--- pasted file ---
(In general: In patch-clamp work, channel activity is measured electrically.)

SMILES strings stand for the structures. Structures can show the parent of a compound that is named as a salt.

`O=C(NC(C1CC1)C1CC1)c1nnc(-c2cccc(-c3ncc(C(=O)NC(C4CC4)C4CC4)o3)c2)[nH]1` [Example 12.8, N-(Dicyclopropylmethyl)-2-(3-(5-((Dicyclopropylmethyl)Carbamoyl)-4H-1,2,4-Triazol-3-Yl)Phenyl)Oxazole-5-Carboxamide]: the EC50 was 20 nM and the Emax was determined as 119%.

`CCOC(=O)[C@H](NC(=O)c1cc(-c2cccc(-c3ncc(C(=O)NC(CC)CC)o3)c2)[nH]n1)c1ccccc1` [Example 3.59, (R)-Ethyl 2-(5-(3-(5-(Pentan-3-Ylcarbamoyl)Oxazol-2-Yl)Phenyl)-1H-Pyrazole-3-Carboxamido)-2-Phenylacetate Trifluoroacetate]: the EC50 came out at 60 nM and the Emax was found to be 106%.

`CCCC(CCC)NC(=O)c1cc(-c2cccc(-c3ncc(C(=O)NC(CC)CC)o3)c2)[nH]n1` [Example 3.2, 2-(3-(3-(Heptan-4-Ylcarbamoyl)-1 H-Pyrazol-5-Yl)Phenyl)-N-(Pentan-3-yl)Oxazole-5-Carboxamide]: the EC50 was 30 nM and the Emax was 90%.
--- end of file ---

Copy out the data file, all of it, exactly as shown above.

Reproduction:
(In general: In patch-clamp work, channel activity is measured electrically.)

SMILES strings stand for the structures. Structures can show the parent of a compound that is named as a salt.

`O=C(NC(C1CC1)C1CC1)c1nnc(-c2cccc(-c3ncc(C(=O)NC(C4CC4)C4CC4)o3)c2)[nH]1` [Example 12.8, N-(Dicyclopropylmethyl)-2-(3-(5-((Dicyclopropylmethyl)Carbamoyl)-4H-1,2,4-Triazol-3-Yl)Phenyl)Oxazole-5-Carboxamide]: the EC50 was 20 nM and the Emax was determined as 119%.

`CCOC(=O)[C@H](NC(=O)c1cc(-c2cccc(-c3ncc(C(=O)NC(CC)CC)o3)c2)[nH]n1)c1ccccc1` [Example 3.59, (R)-Ethyl 2-(5-(3-(5-(Pentan-3-Ylcarbamoyl)Oxazol-2-Yl)Phenyl)-1H-Pyrazole-3-Carboxamido)-2-Phenylacetate Trifluoroacetate]: the EC50 came out at 60 nM and the Emax was found to be 106%.

`CCCC(CCC)NC(=O)c1cc(-c2cccc(-c3ncc(C(=O)NC(CC)CC)o3)c2)[nH]n1` [Example 3.2, 2-(3-(3-(Heptan-4-Ylcarbamoyl)-1 H-Pyrazol-5-Yl)Phenyl)-N-(Pentan-3-yl)Oxazole-5-Carboxamide]: the EC50 was 30 nM and the Emax was 90%.